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Lecture

Ch.8 Borderline, Histrionic, Narcissistic, and Antisocial disorders Pt.II section includes: Borderline PD Histrionic P.D. Narcissistic Personality disorder Antisocial Personality Disorder Cluster B “Psychopaths” Incidence of Antisocial PD Etiolog


Department
Psychology
Course Code
PS280
Professor
Kathy Foxall

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Dramatic, emotional, erratic
(Borderline, Histrionic, Narcissistic, and Antisocial disorders)
Borderline PD
2% of population, 3x more women than men receive the diagnosis
comorbidity with mood disorder, eating disorder, substance abuse, PTSD
preoccupation with abandonment – core of BPD
oanger – when fear abandonment, react angrily towards those whom they
feel have abandoned them
unstable mood
poor sense of identity
impulsive and self destructive
may have brief periods of psychosis
oparanoid, feel that others are conspiring against them
ohallucinations, delusions (usually only last 1 day)
intense, unstable relationships
must set strict boundaries; they become very needy
tend to idealize and devalue people
high comorbidity with narcissism
Often threaten suicide (suicide rate 1-14%)
many stalkers have BPD
some came from pampered homes, others were abused as children
they may be quite friendly one day and quite hostile the next
sexual difficulties, such as sexual preoccupation, dissatisfaction, and depression,
have also been observed
they recognize their imaginary voices or other hallucinations as being
unacceptable, alien, and distressful
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Individuals with borderline personality disorders seem to have three basic assumptions:
the world is dangerous and malevolent
I am powerless and vulnerable
I am inherently unacceptable
The following passage is from a novel written by Jonathon Kellerman, a psychologist
who is a successful mystery writer.
The borderline patient is a therapist’s nightmare... because borderlines never really get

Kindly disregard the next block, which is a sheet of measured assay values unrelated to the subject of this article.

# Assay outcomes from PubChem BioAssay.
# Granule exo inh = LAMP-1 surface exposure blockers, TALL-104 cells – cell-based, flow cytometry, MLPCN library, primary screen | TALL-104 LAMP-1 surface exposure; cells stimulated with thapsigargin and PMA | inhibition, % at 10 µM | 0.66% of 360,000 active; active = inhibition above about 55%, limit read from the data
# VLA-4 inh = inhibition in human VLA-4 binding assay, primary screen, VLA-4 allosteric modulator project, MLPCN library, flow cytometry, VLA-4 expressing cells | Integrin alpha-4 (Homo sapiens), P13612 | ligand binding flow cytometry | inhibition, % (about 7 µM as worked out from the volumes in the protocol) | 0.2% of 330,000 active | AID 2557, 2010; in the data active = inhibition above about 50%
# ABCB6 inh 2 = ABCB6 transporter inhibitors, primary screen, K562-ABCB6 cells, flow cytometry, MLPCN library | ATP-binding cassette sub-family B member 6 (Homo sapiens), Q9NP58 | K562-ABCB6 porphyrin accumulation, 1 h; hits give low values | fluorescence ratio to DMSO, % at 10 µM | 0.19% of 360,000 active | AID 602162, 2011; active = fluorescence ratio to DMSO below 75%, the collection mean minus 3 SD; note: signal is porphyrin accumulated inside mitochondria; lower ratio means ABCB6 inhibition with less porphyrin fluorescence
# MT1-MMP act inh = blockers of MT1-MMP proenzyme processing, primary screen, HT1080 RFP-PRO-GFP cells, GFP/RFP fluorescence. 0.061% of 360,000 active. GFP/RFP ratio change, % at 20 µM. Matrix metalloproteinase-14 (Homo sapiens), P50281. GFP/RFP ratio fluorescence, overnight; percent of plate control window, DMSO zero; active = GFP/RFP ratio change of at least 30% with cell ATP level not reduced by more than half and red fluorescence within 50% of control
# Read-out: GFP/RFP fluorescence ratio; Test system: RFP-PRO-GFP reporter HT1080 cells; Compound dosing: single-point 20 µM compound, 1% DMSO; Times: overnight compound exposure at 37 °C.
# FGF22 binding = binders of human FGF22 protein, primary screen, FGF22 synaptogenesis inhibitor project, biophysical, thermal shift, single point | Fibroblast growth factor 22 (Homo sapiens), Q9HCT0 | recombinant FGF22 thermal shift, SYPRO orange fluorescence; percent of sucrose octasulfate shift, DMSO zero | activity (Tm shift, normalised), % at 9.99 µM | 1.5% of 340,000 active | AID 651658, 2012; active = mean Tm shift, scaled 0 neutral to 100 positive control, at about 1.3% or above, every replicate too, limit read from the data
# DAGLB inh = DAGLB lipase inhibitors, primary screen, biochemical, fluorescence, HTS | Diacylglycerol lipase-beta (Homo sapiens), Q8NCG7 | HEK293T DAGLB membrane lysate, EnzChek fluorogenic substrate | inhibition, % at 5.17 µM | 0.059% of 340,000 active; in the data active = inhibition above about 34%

better. The best you can do is help them coast, without getting sucked into their
pathology….They’re the chronically depressed, the determinedly addictive, the
compulsively divorced, living from one emotional disaster to the next. Bed hoppers,
stomach pumpers, freeway jumpers, and sad-eyed bench –sitters with arms stitched up
like footballs and psychic wounds that can never be sutured. Their egos are as fragile as
spun sugar, their psyches irretrievably fragmented, like a jigsaw puzzle with crucial
pieces missing. They play roles with alacrity, excel at being anyone but themselves, crave
intimacy but repel it when they fine it. Some of them gravitate toward stage or screen;
others do their acting in more subtle ways…
Borderlines go from therapist to therapist, hoping to find a magic bullet for the
crushing feelings of emptiness. They turn to chemical bullets, gobble tranquilizers and
antidepressants, alcohol and cocaine. Embrace gurus and heaven-hucksters, any
charismatic creep promising a quick fix of the pain. And they end up taking temporary
vacations in psychiatric wards and prison cells, emerge looking good, raising everyone’s
hopes. Until the next letdown, real or imagined, the next excursion into self damage. “
Kellerman, 1989, pp. 113-114. Silent partner. New York: Bantam books.
Histrionic P.D.
attention seeking
overly dramatic
draw attention to themselves
extravagant display of emotions, but quite shallow
self centered
overly concerned with physical attractiveness
need to be the centre of attention
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often inappropriately seductive
may be easily influenced by others associated with depression & poor physical
health
high comorbidity with bpd
poor relationships
cognitive style is unfocused
ogive you an opinion but often can’t say why they hold them
Narcissistic Personality disorder
less than 1% of population
grandiose view of uniqueness and abilities
seek excessive admiration & constant attention
believe that they can be understood only by other high status people
lack empathy
envious, arrogant
take advantage of others
oexpect a lot from others, but do little or nothing in return
entitled (others are to do special favors for them)
extremely sensitive to criticism, very afraid of failure
few close friendships/relationships
reject others when they feel disappointed
many have fantasies about power or influence, and they constantly overestimate
their talents and importance
people with this disorder may use denial and dissociation to ward off feelings of
inferiority developed from early childhood
Antisocial Personality Disorder
Cluster B
violate the rights of others
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